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Columbia University Community Scholars Lecture and Book Launch

Boss of the Grips: The Life of James H. Williams and the Red Caps of Grand Central Terminal with Eric K. Washington

Presented by the Columbia University School of Professional Studies and Office of Government and Community Affairs
Hosted by The Forum at Columbia University

In this Community Scholars Lecture, Eric K. Washington discusses the Harlem Renaissance-era labor figure James H. Williams, subject of his just-published biography. In a timely reclamation, he uncovers the nearly forgotten life of James H. Williams (1878–1948), the chief of Grand Central Terminal’s iconic Red Cap porters. That multitude of Harlem-based black men not only once formed the essential labor force of America’s most august railroad station, but often infused the lifeblood of the Harlem Renaissance in the 1920s. Washington reveals that despite the highly racialized and often exploitative nature of the work, the Red Cap was a highly coveted job for college-bound black men determined to join New York’s bourgeoning middle class. Examining the deeply intertwined subjects of class, labor, and African American history, Washington chronicles Williams’s life, showing how he successfully navigated the segregated world of the northern metropolis, and in so doing ultimately achieved financial and social influence. With this biography, Williams must now be considered, along with Cornelius Vanderbilt and Jacqueline Onassis, one of the great heroes of Grand Central’s storied past.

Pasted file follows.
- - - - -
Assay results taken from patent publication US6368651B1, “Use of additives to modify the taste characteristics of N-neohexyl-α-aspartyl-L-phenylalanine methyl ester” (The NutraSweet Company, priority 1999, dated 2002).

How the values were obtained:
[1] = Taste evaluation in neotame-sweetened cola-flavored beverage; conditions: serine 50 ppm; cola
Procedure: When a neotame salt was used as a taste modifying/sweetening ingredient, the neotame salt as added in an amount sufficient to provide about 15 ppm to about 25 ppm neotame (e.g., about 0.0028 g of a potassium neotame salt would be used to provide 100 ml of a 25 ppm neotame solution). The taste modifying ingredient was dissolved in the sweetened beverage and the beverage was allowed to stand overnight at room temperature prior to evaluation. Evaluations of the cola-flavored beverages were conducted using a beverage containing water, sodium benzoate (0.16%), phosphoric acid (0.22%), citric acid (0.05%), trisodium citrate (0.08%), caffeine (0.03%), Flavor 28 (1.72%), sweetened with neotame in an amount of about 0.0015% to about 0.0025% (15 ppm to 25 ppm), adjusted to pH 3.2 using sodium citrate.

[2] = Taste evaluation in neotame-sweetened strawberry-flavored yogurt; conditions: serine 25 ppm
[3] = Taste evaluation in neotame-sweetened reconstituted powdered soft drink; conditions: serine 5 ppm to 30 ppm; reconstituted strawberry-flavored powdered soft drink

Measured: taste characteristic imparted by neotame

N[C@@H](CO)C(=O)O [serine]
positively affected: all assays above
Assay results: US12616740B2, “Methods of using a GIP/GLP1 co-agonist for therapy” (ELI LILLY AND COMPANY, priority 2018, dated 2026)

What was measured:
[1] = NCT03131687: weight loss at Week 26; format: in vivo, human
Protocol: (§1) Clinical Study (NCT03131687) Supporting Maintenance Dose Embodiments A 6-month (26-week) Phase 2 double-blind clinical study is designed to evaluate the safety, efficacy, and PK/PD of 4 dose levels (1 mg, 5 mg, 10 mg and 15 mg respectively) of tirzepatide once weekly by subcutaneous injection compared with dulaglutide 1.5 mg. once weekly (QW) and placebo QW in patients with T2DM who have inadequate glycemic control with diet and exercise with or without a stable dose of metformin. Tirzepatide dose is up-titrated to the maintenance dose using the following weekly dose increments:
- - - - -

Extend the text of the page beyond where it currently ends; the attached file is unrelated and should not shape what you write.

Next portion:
Eric K. Washington is an independent historian who has held fellowships at Columbia University and the CUNY Leon Levy Center for Biography, as well as the MFAH Dora Maar House in Ménerbes, France. He lives in New York.

“In this illuminating debut biography, historian Washington celebrates a black New Yorker who won authority and influence in a segregated economy.... He paints a vivid portrait of the bustling golden age of train travel, and makes Williams a fitting exemplar of Harlem’s ambitious black middle class... The result is a rich, stirring social history of African-Americans’ struggle to succeed in an unfair system.” — Publishers Weekly

“A thoroughly researched and illuminating biography.... Washington gives a palpable sense of the myriad obstacles blacks faced.... An absorbing, fresh perspective on black history.” — Kirkus Reviews [starred review]

The Columbia Community Scholars Program, administered by the Office of Government and Community Affairs and the School of Professional Studies, enables independent scholars to pursue their lifelong learning aspirations through access to Columbia University courses and resources.